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Knee, Shoulder, and Elbow Injection

An injection of a steroid or pain reliever into your knee, shoulder, or elbow delivers needed medication to the precise area where it is needed. The medication used may be more effective when injected as compared to medications that are taken orally. The procedure is quick and is performed on an outpatient basis. The medications are generally tolerated well. This type of care may be all that is needed to reduce your joint pain.

Uses for Knee, Shoulder, and Elbow Injections

A knee, shoulder, or elbow injection is used to treat dysfunction of the joint. Age-related wear and tear may cause you to lose some of the lubricating fluid in the joint. Bursae may also form in the joint. Some patients develop bony growths that interfere with the joint’s normal range of motion.

Osteoarthritis is one of the most common reasons why an injection into the knee, shoulder, or elbow is performed. If you have an inflamed tendon from overuse or an athletic injury, an injection into the tendon can reduce inflammation and decrease the tendon’s chances of tearing or rupturing. These injections are also used to treat inflammatory disorders such as gout and rheumatoid arthritis.

Knee Shoulder and Elbow Injection Silicon Valley Medical Group 1 - Knee, Shoulder, and Elbow Injection
Knee Shoulder and Elbow Injection Silicon Valley Medical Group 2 - Knee, Shoulder, and Elbow Injection

Candidates for Knee, Shoulder, and Elbow Injections

You could be a candidate for a knee, shoulder, or elbow injection if other conservative treatments have not provided you with relief from your pain. Your doctor may recommend conservative, at-home treatments such as rest, ice, compression, and elevation when you have pain in the knee, shoulder, or elbow. You may also try an over-the-counter anti-inflammatory medicine such as ibuprofen, acetaminophen or naproxen sodium to reduce pain and inflammation. Physical therapy might also be recommended. If you have tried one or more of these without relief, an injection of an anti-inflammatory medication and pain reliever is a natural next step.

You may also be a candidate for an injection of pain relieving, anti-inflammatory medicine into you knee, elbow, or shoulder if you experienced a sudden injury while playing sports or exercising. An injury from an auto accident or a slip and fall accident may also qualify you to have this procedure. In the case of an injury, you might have some imaging studies such as an X-ray done to rule out a fracture before the injection is performed.

How a Knee, Shoulder and Elbow Injection is Performed

There are several types of injections that your doctor may perform on your knee, shoulder, or elbow. One type is viscosupplementation. Viscosupplementation was approved by the United States Food and Drug Administration in 1997. It consists of an injection of hyaluronic acid. Hyaluronic acid is naturally made in your body to lubricate the joints, but some people do not have enough.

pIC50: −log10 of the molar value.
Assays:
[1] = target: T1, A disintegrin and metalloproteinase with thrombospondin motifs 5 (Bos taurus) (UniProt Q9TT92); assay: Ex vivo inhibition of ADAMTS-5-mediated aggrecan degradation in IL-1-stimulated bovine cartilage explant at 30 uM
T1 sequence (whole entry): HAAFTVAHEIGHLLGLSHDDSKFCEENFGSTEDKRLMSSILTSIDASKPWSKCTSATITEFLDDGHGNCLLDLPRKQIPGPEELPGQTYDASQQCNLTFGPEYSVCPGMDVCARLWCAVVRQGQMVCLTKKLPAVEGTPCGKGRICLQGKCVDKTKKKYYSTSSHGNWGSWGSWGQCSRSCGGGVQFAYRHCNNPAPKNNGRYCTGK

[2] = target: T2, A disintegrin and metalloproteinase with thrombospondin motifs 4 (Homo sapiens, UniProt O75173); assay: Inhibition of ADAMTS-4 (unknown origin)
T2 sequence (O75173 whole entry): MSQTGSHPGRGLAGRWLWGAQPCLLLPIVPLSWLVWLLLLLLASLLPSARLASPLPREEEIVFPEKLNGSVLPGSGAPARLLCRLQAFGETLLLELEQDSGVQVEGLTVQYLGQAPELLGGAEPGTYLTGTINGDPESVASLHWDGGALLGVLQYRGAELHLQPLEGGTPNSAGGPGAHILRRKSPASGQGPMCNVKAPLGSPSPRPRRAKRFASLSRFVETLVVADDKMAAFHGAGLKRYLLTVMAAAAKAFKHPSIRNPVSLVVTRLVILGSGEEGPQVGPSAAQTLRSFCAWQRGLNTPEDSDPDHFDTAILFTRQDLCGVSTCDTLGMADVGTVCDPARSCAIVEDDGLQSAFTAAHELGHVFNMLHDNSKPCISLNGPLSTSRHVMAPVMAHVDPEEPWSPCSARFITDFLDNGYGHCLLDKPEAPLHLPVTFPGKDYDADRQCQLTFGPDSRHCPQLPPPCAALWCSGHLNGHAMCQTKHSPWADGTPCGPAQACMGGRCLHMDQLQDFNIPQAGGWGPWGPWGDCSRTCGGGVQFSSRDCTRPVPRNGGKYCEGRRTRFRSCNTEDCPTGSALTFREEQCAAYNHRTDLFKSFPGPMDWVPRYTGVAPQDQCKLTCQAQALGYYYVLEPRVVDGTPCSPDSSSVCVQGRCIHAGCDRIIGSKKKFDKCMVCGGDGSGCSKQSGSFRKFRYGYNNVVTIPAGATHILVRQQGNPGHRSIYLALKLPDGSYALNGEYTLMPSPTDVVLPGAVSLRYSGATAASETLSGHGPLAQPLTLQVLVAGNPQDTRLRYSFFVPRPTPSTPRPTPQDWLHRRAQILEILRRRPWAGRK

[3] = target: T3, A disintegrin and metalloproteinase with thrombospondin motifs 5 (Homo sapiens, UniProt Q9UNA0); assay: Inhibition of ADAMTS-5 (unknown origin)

Another type of injection is a steroid injection. This injection may include a corticosteroid to reduce inflammation and swelling. These injections into your knee, shoulder, or elbow could also include a numbing or pain reduction drug such as lidocaine. To do the injection, your doctor will locate the space in the joint and your skin will be cleansed. The injection only takes a few minutes. The needle entry site is covered with a small bandage, and you can go home or back to work immediately after your visit.

What to Expect After a Knee, Shoulder, and Elbow Injection

After you receive a steroid or pain reliever through an injection into your knee, elbow, or shoulder, you should notice a gradual reduction in pain and swelling over the course of one to three days. During this time, you should avoid doing any strenuous activities that could aggravate the joint. This includes heavy lifting, intense exercise, or athletic training. Taking a break from vigorous activities helps your body to recover from the injury or problem that is causing the joint pain.

Your doctor may show you some stretching exercises that you can do. This helps to restore the full range of motion to your knee, shoulder, or elbow. We may also recommend a change in your exercise routine, such as walking or swimming for a few days or weeks instead of running or playing tennis.

Knee Shoulder and Elbow Injection Silicon Valley Medical Group 3 - Knee, Shoulder, and Elbow Injection